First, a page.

Farmers Market | California | Living in Mexico

Farmers Market

I've already bitched here about the high price of groceries in Santa Barbara: Steaks for $20 per pound, coffee for $12.

SB23

Last week we bought fruit at Ralph's supermarket. Mostly because it's within walking distance.

We got two perfect-looking and huge Fuji apples that apparently had been held in nitrogen or carbon dioxide or whatever for at least a year, because they were brown and mushy inside. We bought two big mangos that never ripened. (As mexican residents, we know our mangos.) We got four tasteless pluots. Two mealy peaches. A package of baby lettuce that turned slimy after one day in the fridge. A plastic container of tired, fermenting blueberries.

We wound up throwing most of this stuff away, not having a compost pile to recycle it in.

So, we've learned a lesson: Don't buy veggies at Ralph's.

Fortunately, we have two farmers' markets within walking distance of our rented townhouse; on Saturday mornings and Tuesday evenings. There's a lot of stands there that sell olive oil, honey, pistachios, frozen steaks and flowers.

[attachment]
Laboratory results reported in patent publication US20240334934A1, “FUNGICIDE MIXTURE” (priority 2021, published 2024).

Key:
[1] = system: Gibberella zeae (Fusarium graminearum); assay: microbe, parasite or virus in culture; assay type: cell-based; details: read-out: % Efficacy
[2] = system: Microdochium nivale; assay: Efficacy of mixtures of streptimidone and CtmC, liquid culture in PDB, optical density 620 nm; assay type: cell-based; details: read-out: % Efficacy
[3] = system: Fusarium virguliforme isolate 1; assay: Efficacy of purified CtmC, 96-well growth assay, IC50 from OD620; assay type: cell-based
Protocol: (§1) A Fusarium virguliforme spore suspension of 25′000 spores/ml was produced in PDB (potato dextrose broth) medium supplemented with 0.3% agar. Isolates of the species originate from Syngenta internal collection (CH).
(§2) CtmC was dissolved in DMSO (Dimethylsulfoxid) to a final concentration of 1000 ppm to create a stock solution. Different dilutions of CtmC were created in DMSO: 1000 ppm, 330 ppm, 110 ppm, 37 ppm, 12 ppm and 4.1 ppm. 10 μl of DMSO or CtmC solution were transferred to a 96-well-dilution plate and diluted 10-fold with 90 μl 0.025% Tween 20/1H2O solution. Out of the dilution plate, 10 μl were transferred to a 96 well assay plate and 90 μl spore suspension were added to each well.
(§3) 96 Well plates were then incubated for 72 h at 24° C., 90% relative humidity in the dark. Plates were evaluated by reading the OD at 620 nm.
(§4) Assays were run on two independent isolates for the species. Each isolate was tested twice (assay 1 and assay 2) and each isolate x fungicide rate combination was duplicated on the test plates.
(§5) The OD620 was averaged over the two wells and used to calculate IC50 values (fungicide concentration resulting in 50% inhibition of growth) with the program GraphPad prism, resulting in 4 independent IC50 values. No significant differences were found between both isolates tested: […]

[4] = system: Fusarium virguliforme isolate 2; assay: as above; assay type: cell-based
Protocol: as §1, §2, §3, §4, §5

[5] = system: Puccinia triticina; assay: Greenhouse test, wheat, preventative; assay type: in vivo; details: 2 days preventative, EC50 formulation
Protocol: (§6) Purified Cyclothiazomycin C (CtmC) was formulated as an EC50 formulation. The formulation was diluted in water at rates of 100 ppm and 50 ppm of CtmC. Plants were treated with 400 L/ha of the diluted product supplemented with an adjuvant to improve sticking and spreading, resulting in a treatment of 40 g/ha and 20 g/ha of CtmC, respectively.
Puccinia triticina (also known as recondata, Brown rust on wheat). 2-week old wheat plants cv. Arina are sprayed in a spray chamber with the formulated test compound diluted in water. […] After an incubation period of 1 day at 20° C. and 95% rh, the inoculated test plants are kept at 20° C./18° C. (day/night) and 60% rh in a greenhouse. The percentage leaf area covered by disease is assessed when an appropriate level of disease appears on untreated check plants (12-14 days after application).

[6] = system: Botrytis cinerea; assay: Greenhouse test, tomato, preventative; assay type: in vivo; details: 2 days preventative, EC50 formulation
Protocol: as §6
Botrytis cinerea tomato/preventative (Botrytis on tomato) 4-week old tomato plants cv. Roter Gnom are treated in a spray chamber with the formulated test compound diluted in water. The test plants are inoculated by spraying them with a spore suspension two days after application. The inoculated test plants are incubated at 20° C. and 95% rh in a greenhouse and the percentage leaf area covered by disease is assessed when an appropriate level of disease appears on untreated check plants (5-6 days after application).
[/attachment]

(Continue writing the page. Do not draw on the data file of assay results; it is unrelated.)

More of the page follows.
SB25

I finally found some vendors that sold actual vegetables and fruit. I was pleased to see that much of it was locally grown on the Central Coast—Arroyo Grande and like that.

SB26

We bought a few things for dinner: bicolor corn, delicate lettuces, heirloom tomatoes and peaches. Man, were they good. Almost as good as Mexican produce. And certainly less contaminated by pesticides and E. coli.

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But if we were expecting lower prices than Ralph's, well, forget it. What you see here cost $11. Still, it was cheaper than Ralph's, considering that all we got out of the stuff we bought there was a cantaloupe, a few lonely blueberries and a contribution for the landfill.
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